APEC leaders, worried about nuclear proliferation, urged North Korea yesterday to take concrete steps to live up to its commitments to stop developing atomic bombs.
"We express our strong concern over the July 4-5 missile launches and Oct. 9 nuclear test conducted by [North Korea], which poses a clear threat to our shared interest of peace and security and our shared goal of achieving a nuclear weapons-free Korean peninsula," said a statement by the 21-member APEC forum.
The statement was presented orally at the end of the closed-door leaders' summit, underscoring sensitivities over the issue as well as concerns by some APEC nations about interfering in other countries' affairs. It later was read by Vietnamese President Nguyen Minh Triet at a news conference after reporters asked him about it.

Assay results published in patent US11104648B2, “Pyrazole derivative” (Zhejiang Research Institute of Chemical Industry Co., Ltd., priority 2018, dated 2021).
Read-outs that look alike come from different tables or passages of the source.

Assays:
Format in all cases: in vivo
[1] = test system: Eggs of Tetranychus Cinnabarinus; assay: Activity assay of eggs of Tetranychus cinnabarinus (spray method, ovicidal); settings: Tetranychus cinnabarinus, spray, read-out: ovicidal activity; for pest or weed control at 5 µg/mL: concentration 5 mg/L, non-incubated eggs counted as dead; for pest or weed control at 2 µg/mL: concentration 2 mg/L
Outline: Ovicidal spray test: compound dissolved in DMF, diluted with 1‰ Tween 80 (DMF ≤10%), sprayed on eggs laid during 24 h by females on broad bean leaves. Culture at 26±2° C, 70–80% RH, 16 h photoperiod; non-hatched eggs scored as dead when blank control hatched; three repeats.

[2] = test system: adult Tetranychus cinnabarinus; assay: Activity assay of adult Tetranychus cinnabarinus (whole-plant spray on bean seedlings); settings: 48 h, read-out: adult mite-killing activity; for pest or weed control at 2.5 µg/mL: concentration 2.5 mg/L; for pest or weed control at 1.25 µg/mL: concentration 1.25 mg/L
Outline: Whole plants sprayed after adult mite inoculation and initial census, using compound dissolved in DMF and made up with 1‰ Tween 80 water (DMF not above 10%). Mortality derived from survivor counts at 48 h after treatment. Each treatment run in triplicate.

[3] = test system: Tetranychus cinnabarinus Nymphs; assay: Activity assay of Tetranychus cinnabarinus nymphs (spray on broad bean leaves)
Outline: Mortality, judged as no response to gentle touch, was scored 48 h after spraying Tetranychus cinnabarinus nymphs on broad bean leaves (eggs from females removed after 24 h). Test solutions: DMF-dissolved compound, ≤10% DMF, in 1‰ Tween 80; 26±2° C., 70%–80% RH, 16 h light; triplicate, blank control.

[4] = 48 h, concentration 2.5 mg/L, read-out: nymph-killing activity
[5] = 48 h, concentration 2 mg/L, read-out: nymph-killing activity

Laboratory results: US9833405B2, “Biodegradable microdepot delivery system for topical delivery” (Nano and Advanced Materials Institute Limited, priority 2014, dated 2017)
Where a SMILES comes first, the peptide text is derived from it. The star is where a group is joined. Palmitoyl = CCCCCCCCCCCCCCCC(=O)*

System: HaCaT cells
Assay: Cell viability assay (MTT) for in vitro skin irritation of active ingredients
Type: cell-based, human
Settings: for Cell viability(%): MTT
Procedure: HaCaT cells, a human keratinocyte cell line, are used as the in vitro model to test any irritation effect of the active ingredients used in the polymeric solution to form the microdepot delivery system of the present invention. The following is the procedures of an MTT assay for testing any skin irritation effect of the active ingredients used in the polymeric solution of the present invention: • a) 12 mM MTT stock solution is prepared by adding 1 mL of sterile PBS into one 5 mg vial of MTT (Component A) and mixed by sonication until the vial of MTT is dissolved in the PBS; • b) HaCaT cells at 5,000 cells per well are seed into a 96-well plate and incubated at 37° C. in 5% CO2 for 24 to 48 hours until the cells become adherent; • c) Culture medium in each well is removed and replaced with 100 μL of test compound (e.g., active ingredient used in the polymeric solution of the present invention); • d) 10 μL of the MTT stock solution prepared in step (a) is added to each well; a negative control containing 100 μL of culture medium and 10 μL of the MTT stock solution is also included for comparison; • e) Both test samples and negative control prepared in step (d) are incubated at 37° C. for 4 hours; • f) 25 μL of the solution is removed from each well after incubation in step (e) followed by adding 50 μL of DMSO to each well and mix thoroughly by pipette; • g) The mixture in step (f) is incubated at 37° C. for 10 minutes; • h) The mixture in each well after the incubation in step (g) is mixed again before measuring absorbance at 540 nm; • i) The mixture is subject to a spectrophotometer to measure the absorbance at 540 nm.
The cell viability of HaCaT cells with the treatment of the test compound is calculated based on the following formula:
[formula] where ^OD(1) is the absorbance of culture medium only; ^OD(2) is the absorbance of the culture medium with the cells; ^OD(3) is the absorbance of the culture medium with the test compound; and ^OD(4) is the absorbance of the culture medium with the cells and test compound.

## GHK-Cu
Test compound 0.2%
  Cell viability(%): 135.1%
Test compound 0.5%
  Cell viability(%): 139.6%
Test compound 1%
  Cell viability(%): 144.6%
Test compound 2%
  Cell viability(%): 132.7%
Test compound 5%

US National Security Council official David McCormick denied that getting only an unpublished, oral statement from the summit represented a setback, and said the White House was pleased with the toughness of the wording.
Canadian Prime Minister Stephen Harper said he didn't know why the oral statement wasn't included in the final declaration.
"We are seeking an explanation for that," Harper told reporters. "We don't understand why it wasn't included since it was a joint statement and it was unanimous."
US President George W. Bush and Chinese President Hu Jintao (
Hu made no mention of North Korea in his remarks, but Liu said Hu had called for "wisdom and patience" in dealing with Pyongyang.
Bush stressed the need for UN member states to comply with a UN Security Council resolution that banned trade of goods and transfer of funds to the North that could aid its nuclear arms programs.
Later in the day, Bush met Russian President Vladimir Putin and again discussed both North Korea and Iran.